The traditional form of startup capital is “preferred equity”, with investors expecting a “10x” return on their investment. Specifically, they expect that the company will someday be acquired at a high-enough price that their investment will them at least 10 times their money back.
- $50,000 invested –> $500,000 (or more) returned
- $100,000 invested –> $1 million (or more) returned
- $500,000 invested –> $5 million (or more) returned
In revenue-based equity investing, the investor buys equity in the company, but the company repurchases that equity using a small percentage of “top-line” revenues, returning only 2x-5x.
- $50,000 invested –> $100,000-$250,000 returned
- $100,000 invested –> $200,000-$500,000 returned
- $500,000 invested –> $1-$2.5 million returned
For all but the fastest growing unicorns, this is a win-win structure that aligns the interests of the investors with the entrepreneurs. Both want to see the company grow their revenues.
The faster revenues grow, the faster the investors get repaid. The faster they are repaid, the sooner they have their return to re-invest in that company or other companies. And while revenues are growing, the company is happy too, as growing revenues is the path to profitability and fiscal sustainability.
Meanwhile, the investors do not need to worry about acquisitions. In preferred equity, the potential acquisition determines the value of the company. In revenue-based equity, the value is irrelevant, no acquirers need to exist, and instead everyone can focus on building a great company instead of making decisions that may or may not lead to an acquisition.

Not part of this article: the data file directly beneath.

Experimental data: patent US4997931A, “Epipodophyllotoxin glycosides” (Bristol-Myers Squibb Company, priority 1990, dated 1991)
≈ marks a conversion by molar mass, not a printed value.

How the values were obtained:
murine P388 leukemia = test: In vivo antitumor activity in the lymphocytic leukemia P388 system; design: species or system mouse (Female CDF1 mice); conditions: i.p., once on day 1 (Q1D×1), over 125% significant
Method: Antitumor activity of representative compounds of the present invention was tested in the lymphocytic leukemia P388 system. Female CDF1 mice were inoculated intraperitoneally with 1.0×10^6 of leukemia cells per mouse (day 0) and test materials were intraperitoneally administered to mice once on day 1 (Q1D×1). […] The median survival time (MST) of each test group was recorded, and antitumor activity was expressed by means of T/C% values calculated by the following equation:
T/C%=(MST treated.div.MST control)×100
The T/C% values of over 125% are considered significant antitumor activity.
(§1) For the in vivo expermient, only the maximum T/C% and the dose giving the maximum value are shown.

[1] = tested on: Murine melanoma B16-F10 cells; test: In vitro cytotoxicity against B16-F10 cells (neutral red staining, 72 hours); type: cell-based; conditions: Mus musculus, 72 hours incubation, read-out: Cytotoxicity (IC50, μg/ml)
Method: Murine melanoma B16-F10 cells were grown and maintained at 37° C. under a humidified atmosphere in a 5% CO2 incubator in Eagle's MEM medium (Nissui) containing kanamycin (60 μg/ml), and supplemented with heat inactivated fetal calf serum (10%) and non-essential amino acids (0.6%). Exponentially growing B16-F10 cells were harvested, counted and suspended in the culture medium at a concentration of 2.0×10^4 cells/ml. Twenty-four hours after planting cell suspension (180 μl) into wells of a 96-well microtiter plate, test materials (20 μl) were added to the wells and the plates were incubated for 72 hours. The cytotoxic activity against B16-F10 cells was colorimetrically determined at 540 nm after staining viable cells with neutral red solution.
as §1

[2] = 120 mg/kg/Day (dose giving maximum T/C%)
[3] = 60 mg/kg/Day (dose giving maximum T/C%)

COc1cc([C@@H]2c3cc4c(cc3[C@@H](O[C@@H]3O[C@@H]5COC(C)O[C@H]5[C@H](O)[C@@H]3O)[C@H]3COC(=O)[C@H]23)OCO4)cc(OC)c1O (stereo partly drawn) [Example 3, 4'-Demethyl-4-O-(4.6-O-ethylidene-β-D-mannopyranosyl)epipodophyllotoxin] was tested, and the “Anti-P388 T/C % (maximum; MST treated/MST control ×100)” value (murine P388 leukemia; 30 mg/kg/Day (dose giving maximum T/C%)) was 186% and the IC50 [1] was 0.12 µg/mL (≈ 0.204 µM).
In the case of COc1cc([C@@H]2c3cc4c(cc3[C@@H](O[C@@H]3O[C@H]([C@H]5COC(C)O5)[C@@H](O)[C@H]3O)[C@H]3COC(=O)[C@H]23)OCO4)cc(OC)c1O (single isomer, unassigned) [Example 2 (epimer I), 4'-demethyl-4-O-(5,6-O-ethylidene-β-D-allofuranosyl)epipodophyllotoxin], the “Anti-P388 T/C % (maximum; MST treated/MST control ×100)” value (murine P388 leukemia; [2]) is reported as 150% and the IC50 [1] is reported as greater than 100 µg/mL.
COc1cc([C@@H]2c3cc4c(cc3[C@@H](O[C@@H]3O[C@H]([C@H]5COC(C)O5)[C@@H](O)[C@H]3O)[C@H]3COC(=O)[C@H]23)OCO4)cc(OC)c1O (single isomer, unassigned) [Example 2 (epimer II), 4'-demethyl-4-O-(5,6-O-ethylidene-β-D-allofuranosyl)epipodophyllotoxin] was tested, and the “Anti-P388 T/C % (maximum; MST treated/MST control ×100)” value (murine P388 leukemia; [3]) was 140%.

Returning to the example investments from above, a $500,000 startup investment in the traditional 10x form costs the founder(s) $5 million. In the revenue-based form, at 4x, it costs $2 million. That is a $3 million difference. That is $3 million that stays within the company. That is a 60% lower cost of capital!
If you are an entrepreneur, would you not want to pay $400 instead of $1,000 for the same airline ticket? Or $4,000 in rent instead of $10,000 in rent? Or $400,000 in development or equipment costs instead of $1,000,000?
If you are an entrepreneur, why are you paying $10 per $1 of capital when you could be paying $4?
From the investors point of view, this 60% discount may seem foolish, but only on the surface. Break out a spreadsheet and you discover that the return on investment (as measured as internal rate of return) is the same in both styles, as capital is returned far earlier in the revenue-based structures, and return on investment is dependent as much on time as on total cash return. Take a moment to think through the risks, and you discover that being paid back from revenues greatly lowers the investment risk. Lower risk and equal returns. What investor doesn’t want that?